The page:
In formal portraits, he strikes an imposing figure, with a heavy brow and with piercing eyes that follow you across the room.
But then when you open up his 368-page Journal — filled with trumpet blasts of inspiration and rallying cries for renewal — you understand why Blessed George Matulaitis-Matulewicz’s portrait is given prominent placement in every Marian residence around the world. You also understand why his Journal is required reading and why he’s the model for the modern Marian.
“If I may ask, Lord,” Blessed George writes in one of his many highly quotable passages, “let me be but a dishrag in Your Church, a rag used to wipe up messes and then thrown away into some dark corner. I want to be used up and worn out in the same way so that your house may be a little cleaner and brighter. And afterwards, let me be thrown away like a dirty, worn-out dishrag.”
Over 100 years ago, amidst an age of religious tyranny and toxic political upheaval, the Lithuanian native whom the Marians call their Renovator set about to restore the Marian Congregation, which had dwindled down to one man. Blessed George rewrote the Marian Constitutions, inspired to take the Congregation founded in 1670 by Saint Stanislaus Papczynski and make it flourish in contemporary times.
He gathered seminarians. He laid the groundwork for the growth of the Congregation, which today includes about 500 priests and brothers serving in 20 countries. Knowing the Marian religious could not bring the Gospel to every home without working together with the laity, he established in seed form what is now known as the Association of Marian Helpers. He also served as a bishop and an archbishop.
All the while, Blessed George suffered from tuberculosis of the bone. And all the while, he conducted himself in a spirit “more like the father of a family,” as Fr. Marian Wisniewski, MIC, a novice under Blessed George, wrote. Indeed, Blessed George remains a father figure today for those who are the fruits of his labor — namely, the Marians, who first open that green Journal expecting it to be a chore but discover in it a spiritual treasure.
While his native land of Lithuania was under the oppressive domination of the Russian czar and nearly all Marian monasteries had been closed and confiscated, Blessed George (1871-1927) saved the Marians from extinction. The miraculous deliverance of the Marian Congregation and its reform may have been the strongest experience of God’s mercy in the Congregation’s history, an important confirmation that God cares for the Marians and that the Marians’ charism is valuable for the Church.
Blessed George foresaw an important role for the laity long before the reforms of Vatican II and St. John Paul II’s Apostolic Exhortation The Lay Members of Christ’s Faithful People. As early as Oct. 27, 1910, Blessed George wrote in his spiritual diary:
We must strive to gather and organize about us people of good will. We must train and prepare them for work. Then, together with them and through them, we must bring Christ into all things and all places, renew and revivify all things in Christ, gain all for Christ, attract all for Christ. Lord Jesus, enkindle our hearts with the fire of this zeal!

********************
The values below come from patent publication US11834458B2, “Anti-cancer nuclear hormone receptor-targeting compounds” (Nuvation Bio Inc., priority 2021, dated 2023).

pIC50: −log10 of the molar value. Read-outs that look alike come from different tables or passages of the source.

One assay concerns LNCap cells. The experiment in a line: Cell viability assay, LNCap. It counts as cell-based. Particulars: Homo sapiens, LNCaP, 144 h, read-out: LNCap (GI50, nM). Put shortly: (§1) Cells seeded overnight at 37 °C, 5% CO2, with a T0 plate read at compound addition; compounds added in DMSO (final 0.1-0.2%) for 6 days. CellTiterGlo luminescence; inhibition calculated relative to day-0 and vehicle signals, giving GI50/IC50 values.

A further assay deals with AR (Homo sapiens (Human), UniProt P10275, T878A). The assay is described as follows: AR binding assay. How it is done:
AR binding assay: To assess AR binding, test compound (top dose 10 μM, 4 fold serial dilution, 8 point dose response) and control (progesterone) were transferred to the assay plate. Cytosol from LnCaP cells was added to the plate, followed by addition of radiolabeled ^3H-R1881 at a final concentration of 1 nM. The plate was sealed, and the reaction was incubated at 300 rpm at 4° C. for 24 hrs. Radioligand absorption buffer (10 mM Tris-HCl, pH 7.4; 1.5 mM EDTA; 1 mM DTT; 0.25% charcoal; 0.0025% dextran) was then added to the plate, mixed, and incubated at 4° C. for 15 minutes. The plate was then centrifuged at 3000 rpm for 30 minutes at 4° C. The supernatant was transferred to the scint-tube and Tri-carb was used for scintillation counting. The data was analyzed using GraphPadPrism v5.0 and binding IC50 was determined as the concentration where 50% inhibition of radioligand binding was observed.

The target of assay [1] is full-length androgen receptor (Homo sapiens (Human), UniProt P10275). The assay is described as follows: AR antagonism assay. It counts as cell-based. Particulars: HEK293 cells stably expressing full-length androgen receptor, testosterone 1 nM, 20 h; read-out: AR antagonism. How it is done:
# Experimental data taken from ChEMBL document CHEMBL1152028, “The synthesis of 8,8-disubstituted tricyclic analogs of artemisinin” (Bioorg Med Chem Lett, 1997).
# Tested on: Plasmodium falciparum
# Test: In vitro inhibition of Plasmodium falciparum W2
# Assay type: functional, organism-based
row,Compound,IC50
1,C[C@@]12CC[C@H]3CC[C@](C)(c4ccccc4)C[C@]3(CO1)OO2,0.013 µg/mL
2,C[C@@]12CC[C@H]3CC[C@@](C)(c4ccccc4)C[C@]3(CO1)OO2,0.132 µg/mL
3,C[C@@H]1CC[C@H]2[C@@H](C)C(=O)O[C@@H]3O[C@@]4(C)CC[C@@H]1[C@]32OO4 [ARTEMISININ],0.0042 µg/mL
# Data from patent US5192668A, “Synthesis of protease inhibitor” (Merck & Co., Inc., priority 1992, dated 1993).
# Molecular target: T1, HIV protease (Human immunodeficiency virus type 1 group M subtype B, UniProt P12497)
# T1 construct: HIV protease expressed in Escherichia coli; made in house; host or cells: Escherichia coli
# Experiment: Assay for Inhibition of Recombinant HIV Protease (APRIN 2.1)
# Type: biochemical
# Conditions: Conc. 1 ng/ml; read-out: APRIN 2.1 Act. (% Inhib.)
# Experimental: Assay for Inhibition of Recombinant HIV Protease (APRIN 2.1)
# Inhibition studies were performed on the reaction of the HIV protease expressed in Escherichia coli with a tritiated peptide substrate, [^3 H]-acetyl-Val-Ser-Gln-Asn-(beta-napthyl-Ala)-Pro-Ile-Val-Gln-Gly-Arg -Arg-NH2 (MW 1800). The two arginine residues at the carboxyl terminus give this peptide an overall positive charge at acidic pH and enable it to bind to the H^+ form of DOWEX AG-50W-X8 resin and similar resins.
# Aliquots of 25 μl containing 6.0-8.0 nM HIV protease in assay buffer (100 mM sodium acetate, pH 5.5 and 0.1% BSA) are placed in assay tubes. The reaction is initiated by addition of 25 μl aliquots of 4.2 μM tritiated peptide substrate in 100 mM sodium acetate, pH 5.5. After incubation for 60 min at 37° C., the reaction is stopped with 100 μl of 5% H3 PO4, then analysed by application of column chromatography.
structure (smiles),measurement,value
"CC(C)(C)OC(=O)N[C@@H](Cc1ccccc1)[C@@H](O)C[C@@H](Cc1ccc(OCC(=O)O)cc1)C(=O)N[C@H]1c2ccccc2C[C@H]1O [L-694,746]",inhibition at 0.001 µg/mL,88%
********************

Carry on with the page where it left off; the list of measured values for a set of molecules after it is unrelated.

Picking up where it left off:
Blessed George was convinced that lay people can play a unique and powerful role in transforming society through lives of prayer and service. As the son of a poor Lithuanian farming family, who was orphaned at an early age, he knew the plight of the poor and workers. He also knew that those best equipped to meet the deepest longings and needs of society, especially its new poor, were dedicated Catholic laity.
Blessed George’s insight about the laity is the very basis for the Marians’ partnership with each member of the Association of Marian Helpers. His call to service for the laity has five main aspects: a desire to renew everything in Christ, cooperation with Church leaders, bringing the faith into the workplace, performing works of mercy, and enlivening one’s service with a holy boldness that is a characteristic of genuine zeal.
For Blessed George, everything begins with Christ and all things must be made new in Him. For the layperson, Christ must also be the center of your life and the source of personal strength for all of your efforts in service. This can only happen when you make a concerted effort to develop a life of personal prayer — especially through reflecting and contemplating on the life of Christ in the Gospels.
Blessed George wrote in his Journal:
May our model be Jesus Christ: not only working quietly in His home at Nazareth, not only Christ denying Himself, fasting forty days in the desert, not only Christ spending the night in prayer; but also Christ working, weeping, suffering; Christ among the crowds; Christ visiting the cities and villages.
This focus on Christ and our life of prayer is a constant source of renewal for us in our service. It helps us avoid discouragement and “burn out” because we are centered on Christ as our strength.
As a bishop and a spiritual father, Blessed George recognized that a person’s genuine spiritual growth and life of service in Christ would inevitably lead into a growing love for Christ’s spouse, the Church.
Blessed George, who stressed the importance of caring for the neediest in society, knew that dedicated lay people would come to recognize in their hearts the truth of what John the Apostle teaches: “He who does not love his brother whom he has seen, cannot love God whom he has not seen” (1 Jn 4:20).